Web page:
Once a year, the Tacoma Historical Society, Tacoma Cemetery and the Fort Nisqually Living History Museum join forces to produce a Living History Tour. Each historical reenactor is from the Fort Nisqually Time Travelers and has assumed the role of a Tacoma citizen in the time period around World War I. This is the 7th tour and the first that I remember that photography was allowed as long as we waited until the end of each talk and didn’t bother the actors.
The list of those represented is here. Thanks to Tacoma Weekly!
- Alexander Baillie (with the golf club)- the founder of Tacoma Country & Golf Club. It isn’t often you actually see a twinkle in somebody’s eye! I loved the story about how he imported golf clubs from his beloved Scotland. When the port didn’t know what they were, he convinced the port officials that they were farming equipment so he had less of a tax burden.
- Annie Brown (white dress) – Annie and Oscar were the lighthouse keepers at Brown’s Point for many years. When she teared up talking about how she missed the lighthouse in her old age, I sniffed a little myself.
- Ada Bel Tutton Gifford (red dress) had a great hat, as she should since she owned a millinery shop on Broadway Avenue. I loved her pride in her accomplishments.
- Chester Thorne (arms to side), owner of Thornwood Castle and accomplished local businessman. He owned a yacht name the El Primero and President Taft was one of his more famous guests on it. He lost the yacht in a poker game.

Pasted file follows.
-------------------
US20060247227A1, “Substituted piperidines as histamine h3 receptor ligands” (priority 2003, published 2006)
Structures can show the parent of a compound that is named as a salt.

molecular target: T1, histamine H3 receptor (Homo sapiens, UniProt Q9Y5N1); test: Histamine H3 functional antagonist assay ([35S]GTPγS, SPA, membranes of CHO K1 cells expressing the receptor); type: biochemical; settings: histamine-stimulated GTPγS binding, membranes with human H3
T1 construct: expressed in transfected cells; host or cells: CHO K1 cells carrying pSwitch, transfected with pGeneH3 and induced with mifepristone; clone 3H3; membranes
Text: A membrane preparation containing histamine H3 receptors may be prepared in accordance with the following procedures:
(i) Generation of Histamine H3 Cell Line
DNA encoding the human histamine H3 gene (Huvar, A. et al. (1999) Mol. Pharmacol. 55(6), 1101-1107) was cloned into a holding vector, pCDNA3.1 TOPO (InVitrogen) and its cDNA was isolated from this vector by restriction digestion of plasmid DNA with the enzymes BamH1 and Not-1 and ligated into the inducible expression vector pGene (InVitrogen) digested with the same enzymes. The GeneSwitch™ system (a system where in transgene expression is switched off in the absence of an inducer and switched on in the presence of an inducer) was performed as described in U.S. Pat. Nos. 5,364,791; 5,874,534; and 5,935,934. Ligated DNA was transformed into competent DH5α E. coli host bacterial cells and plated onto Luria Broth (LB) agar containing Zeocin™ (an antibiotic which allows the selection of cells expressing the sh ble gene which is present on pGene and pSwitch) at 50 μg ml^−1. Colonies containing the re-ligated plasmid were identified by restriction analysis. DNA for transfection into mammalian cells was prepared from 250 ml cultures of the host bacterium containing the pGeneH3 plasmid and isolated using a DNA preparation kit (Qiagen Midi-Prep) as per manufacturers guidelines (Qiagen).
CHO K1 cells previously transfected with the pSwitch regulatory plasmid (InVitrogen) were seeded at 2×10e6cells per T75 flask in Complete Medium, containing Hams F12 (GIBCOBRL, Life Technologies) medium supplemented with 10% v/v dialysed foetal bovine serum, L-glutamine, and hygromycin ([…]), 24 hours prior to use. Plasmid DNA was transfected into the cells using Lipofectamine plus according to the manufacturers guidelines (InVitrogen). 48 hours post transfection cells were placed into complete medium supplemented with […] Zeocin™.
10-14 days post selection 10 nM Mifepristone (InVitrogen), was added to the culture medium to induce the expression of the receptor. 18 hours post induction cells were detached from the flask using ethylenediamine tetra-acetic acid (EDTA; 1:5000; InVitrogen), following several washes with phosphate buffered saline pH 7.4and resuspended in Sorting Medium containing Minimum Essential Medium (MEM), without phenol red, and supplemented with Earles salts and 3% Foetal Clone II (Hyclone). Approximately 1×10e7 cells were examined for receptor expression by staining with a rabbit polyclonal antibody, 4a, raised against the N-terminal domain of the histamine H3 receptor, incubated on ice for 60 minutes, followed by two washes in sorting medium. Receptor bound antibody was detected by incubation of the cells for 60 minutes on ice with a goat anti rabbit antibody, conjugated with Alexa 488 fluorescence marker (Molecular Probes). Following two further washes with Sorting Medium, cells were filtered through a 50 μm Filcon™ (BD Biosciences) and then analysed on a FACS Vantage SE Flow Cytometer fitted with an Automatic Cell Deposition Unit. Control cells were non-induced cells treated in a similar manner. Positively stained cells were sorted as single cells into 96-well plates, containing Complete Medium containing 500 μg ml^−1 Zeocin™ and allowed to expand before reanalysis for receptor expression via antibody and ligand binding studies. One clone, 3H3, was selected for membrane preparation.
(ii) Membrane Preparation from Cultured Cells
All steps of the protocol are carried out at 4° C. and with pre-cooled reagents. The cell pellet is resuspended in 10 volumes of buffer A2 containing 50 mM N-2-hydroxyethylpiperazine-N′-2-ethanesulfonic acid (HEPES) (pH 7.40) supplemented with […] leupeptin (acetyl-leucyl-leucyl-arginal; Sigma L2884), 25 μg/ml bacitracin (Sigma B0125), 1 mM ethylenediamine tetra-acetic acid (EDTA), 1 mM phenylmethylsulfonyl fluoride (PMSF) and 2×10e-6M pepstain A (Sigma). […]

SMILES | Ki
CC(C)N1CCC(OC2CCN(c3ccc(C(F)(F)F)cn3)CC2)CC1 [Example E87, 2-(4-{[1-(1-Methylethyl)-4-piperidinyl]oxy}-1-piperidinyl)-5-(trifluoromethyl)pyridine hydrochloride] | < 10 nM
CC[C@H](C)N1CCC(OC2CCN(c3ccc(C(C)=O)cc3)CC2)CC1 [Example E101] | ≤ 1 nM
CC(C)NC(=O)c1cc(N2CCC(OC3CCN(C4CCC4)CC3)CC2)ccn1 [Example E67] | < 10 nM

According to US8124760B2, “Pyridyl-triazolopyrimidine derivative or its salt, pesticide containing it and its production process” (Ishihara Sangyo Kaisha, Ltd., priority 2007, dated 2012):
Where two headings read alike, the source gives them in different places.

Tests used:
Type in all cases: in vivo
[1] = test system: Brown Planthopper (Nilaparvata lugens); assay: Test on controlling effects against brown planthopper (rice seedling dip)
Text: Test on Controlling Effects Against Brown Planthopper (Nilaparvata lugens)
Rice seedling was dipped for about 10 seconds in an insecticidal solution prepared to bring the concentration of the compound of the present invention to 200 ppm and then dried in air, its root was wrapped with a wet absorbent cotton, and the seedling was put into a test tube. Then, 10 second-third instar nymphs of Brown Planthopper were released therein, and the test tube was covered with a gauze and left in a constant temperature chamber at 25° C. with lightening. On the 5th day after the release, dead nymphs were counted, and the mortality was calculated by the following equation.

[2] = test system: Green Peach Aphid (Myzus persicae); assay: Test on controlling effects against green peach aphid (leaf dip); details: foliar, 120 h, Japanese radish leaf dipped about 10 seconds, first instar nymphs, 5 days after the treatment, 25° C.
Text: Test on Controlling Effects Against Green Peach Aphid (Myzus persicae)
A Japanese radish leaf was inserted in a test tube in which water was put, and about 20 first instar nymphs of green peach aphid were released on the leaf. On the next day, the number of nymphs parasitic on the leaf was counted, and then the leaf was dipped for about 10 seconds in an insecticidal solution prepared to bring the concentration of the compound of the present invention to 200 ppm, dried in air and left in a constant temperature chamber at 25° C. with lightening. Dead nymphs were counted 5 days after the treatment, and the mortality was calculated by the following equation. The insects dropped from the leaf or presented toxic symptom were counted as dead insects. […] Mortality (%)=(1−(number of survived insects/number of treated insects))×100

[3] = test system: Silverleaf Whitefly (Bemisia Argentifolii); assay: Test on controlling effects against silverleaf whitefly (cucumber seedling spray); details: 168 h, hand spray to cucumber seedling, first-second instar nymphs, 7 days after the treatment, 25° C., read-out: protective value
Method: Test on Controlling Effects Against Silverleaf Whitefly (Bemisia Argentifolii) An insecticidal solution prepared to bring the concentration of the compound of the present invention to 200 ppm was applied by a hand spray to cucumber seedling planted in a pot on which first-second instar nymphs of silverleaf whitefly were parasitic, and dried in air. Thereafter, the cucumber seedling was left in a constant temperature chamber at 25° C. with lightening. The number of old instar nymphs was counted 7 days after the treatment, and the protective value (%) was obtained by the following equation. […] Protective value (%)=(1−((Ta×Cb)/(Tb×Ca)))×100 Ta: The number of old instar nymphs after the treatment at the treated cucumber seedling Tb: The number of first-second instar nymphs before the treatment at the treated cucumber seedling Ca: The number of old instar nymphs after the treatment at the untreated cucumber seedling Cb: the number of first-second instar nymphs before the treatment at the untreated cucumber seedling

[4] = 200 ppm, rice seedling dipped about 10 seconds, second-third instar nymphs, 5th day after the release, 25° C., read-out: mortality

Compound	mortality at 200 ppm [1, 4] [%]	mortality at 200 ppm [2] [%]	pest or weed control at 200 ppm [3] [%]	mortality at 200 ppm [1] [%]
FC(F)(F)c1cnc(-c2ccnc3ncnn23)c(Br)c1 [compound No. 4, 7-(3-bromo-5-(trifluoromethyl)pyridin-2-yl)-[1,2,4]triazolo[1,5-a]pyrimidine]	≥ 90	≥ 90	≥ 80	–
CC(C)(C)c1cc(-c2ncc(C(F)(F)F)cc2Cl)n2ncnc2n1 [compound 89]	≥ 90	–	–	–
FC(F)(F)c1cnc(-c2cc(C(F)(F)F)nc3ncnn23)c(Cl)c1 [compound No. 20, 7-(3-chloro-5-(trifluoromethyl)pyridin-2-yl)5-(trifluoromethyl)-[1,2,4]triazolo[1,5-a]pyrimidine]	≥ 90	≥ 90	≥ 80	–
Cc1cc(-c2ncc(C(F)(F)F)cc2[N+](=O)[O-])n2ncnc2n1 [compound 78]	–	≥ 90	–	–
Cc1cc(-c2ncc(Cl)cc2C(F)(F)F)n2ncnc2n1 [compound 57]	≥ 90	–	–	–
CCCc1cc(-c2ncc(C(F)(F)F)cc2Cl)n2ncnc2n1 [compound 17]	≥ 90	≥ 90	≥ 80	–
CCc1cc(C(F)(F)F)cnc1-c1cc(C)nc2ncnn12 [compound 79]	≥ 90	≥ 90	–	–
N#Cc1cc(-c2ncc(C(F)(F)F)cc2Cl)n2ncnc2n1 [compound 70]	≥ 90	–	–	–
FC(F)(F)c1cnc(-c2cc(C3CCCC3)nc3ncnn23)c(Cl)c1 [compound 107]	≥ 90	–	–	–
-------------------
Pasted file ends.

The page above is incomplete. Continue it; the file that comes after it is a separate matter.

- Peter Wallerich (hands folded in front), told some of his story in rhyme. He was responsible for the automotive industry situating on South Tacoma Way and bought the Northern Pacific Bank.
- Hugh and Mildred Wallace (couple) each told their stories of being part of high society. He was the ambassador to France and the French often honored him. She was the much loved daughter of a Chief Justice. They donated the clock tower chimes in Old City Hall to honor their daughter who died. Note to self, their house is still standing at 402 North J.
- W.F. Sheard (with chair) has a shop across the street from the Tacoma Hotel and was well known for his furs. He is also known for designing the gold bead sight used on Winchester rifles and for bringing the totem pole in Firemen’s Park to Tacoma.
I believe the tour is full for today, but you can contact the Tacoma Historical Society to double check. And make a note to go next year 🙂